The amalgamation of geo-political and cultural factors has opened up a new opportunity for Indian filmmakers in Russia. Will SRK be able to crack this market just like he won over the US-Europe Box Office?
Taking a cue from the success of the South Indian movie ‘Pushpa’ in Russia, Bollywood star Shah Rukh Khan is urging Russians to watch his much-hyped ‘Pathaan’, in theatres. In a recently released video with Russian subtitles, Khan is seen telling Russians that he loves them while making a strong pitch for Pathaan, which is partly shot in Russia.
Pathaan is opening in Russia along with other countries of the erstwhile Soviet Union – Estonia, Latvia, Lithuania, Georgia, Kyrgyzstan, Kazakhstan, Armenia, Belarus, Uzbekistan, Moldova, and Azerbaijan on January 25.
Even as ‘Pathaan’ has been facing the ire of the Hindu right-wing in India over a perceived communal slant, the film is looking at an ambitious release across the world. It is eager to capture the lucrative and untapped market in Russia and the nearby regions as the Ukraine war and the subsequent US sanctions have created a vacuum of regular Hollywood entertainment.
Pathaan is also the first Indian film to be shot in Siberia’s Lake Baikal. Shah Rukh Khan’s video message for Russian movie-goers was accompanied by huge posters and hoardings of the film in Russian language, installed across major landmarks of Moscow.
What is interesting is that Shah Rukh Khan was one of the first Bollywood actors to capture the US-Europe NRI market with his films in the 90s. Be it his movies with the Yash Chopra camp or those made in collaboration with Karan Johar, his films found massive success in foreign movie markets in the US and Europe. Even their content was driven by the sensibilities of the aspirational NRI community that wanted to stay in touch with its roots. The by-product was Bollywood earned a distinct identity as a form of entertainment in these markets even for the White audience.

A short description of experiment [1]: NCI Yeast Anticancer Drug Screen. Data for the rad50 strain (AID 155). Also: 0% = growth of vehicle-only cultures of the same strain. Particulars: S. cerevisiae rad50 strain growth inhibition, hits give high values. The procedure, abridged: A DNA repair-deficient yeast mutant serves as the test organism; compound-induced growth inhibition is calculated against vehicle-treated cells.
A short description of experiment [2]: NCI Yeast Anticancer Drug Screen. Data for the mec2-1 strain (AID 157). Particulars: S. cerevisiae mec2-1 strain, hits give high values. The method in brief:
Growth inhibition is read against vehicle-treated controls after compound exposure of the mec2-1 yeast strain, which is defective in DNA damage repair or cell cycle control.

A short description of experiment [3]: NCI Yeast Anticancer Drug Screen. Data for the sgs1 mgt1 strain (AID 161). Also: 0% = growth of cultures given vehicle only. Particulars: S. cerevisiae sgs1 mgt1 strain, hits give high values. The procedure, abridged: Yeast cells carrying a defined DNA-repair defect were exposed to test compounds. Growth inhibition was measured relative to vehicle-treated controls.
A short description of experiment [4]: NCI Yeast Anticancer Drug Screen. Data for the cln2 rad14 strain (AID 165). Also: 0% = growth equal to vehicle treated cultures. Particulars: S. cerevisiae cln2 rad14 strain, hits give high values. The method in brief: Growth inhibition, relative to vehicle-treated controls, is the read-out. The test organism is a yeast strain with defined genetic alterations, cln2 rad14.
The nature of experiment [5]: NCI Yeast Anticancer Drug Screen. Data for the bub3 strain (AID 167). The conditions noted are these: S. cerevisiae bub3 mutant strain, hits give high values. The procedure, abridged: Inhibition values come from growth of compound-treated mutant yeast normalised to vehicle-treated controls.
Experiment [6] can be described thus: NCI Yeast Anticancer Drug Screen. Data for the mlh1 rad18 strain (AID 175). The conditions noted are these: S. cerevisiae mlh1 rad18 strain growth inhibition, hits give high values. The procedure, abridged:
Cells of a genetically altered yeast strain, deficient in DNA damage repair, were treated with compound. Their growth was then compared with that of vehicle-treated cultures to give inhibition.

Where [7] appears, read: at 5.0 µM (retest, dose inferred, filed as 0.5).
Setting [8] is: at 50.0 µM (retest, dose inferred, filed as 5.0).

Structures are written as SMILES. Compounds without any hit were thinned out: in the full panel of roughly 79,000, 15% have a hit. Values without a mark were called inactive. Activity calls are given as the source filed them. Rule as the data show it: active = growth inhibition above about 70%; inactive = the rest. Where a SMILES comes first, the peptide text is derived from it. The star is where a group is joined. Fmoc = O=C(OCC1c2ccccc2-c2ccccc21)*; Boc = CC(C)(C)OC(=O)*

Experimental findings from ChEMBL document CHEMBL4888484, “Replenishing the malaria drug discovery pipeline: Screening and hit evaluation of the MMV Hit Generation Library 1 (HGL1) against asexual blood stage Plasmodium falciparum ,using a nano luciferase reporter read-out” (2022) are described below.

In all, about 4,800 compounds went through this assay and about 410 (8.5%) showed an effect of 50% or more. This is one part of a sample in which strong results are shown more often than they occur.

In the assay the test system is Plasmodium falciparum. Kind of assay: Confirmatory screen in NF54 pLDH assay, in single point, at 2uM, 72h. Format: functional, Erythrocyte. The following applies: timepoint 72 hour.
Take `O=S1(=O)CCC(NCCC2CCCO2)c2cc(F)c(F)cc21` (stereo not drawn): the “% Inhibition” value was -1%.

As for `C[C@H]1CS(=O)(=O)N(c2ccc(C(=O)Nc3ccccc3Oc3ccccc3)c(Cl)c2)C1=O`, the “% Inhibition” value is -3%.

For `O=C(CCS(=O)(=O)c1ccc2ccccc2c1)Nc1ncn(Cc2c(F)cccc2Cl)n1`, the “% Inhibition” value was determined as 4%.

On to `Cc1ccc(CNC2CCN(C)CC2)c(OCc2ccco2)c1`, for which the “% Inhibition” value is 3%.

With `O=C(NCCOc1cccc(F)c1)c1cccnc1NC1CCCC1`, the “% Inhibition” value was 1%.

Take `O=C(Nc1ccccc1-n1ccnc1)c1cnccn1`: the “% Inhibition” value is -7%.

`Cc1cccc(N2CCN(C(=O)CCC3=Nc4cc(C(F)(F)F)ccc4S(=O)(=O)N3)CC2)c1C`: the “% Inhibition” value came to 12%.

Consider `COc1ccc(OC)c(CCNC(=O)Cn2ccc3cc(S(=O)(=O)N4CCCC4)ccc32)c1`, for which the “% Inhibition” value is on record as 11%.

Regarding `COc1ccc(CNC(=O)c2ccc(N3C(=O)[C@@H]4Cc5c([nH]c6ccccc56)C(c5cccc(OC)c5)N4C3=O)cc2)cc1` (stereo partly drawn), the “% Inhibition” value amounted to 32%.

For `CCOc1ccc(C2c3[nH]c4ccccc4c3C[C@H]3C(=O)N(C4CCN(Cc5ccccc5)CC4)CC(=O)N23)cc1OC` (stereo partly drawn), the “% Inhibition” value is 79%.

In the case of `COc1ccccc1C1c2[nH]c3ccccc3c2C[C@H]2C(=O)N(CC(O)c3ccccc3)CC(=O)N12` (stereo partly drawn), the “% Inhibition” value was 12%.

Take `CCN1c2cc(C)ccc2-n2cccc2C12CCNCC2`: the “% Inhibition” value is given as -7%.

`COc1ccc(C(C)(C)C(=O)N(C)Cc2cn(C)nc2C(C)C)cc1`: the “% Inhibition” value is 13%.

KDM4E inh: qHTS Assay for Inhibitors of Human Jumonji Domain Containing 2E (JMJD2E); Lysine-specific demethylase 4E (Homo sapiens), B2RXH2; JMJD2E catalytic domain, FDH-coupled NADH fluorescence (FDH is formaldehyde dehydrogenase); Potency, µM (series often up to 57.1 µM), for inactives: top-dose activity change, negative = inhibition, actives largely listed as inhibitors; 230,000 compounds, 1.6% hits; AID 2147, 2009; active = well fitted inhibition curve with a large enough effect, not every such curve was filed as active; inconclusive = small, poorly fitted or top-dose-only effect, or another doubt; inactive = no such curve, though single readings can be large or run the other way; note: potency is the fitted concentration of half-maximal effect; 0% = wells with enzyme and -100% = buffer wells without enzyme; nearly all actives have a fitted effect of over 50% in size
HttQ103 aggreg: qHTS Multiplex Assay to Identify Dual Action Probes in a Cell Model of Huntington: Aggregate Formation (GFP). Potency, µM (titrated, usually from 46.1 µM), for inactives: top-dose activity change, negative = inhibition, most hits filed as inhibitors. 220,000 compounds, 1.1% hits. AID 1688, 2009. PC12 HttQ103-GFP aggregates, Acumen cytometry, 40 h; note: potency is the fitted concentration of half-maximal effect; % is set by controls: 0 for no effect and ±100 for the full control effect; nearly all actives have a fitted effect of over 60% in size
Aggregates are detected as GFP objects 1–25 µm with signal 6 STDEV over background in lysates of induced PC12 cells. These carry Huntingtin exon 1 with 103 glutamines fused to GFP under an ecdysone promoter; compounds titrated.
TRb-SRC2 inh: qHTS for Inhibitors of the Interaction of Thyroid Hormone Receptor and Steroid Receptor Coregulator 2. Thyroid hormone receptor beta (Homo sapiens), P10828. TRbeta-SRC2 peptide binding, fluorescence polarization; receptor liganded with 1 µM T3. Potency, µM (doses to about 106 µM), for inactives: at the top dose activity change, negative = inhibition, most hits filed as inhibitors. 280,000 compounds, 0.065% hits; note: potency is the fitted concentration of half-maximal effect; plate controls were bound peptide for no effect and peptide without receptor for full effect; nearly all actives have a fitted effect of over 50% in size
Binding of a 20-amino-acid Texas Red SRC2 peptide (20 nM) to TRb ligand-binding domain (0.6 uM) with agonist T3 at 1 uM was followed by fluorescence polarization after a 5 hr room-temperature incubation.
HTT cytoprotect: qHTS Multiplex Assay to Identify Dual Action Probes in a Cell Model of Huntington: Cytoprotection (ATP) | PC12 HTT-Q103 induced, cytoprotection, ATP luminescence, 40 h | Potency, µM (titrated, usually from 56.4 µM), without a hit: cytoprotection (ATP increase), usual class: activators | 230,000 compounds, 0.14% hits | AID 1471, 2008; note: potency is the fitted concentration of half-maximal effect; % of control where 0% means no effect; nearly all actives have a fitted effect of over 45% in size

On the Russian end of the geo-political spectrum, Bollywood has lost touch with the audience since the disintegration of the Soviet Union. Since Raj Kapoor’s films of the Soviet era, Indian films have hardly made an impact on the Russian entertainment market. The most popular Hindi films of all time in Russia continue to be those starring Raj Kapoor. The actor captured the Russian audience’s imagination with his 1951 film ‘Awara’. People in Russia reportedly waited in huge lines for hours enduring rain for tickets. Kapoor is a mainstay whenever the nostalgia for the ‘golden period’ of India-USSR relations is evoked.
The current-geopolitical situation has resulted in many Hollywood films not being released in Russia. Kremlin too has banned some Hollywood actors. In March 2022, Netflix suspended service in Russia due to the Ukrainian war.
Hollywood has left no scope for ambiguity when it comes to lending support to Ukrainian President Volodymyr Oleksandrovych Zelensky on all possible platforms. Last year in March Oscars held a moment of silence to show support for Ukraine. In the middle of a full-blown war, Vogue did a magazine cover of the celebrity President and the first lady, praising how the couple is holding up in the face of a crisis in their country. The acrimonious relationship has left limited options for US entertainment in Russia, creating an opportunity for Indian films to tap into.
Interestingly, it was not a Bollywood film, but a South Indian film, Pushpa, which set the box office registers ringing indicating a rekindling of interest in Indian content in Russia. In December last year, Pushpa was released in Russia. It earned 10 million (approximately Rs 13 crore in Indian currency) rubles in 25 days at the Box Office. It continued to dominate the Russian theatres running across 774 screens even a month after its release.
The amalgamation of geo-political and cultural factors has opened up a new opportunity for Indian filmmakers in Russia. Pathaan’s performance in Russia will be closely watched out. Will SRK be able to crack this market just like he won over the US-Europe Box Office? We will find out soon.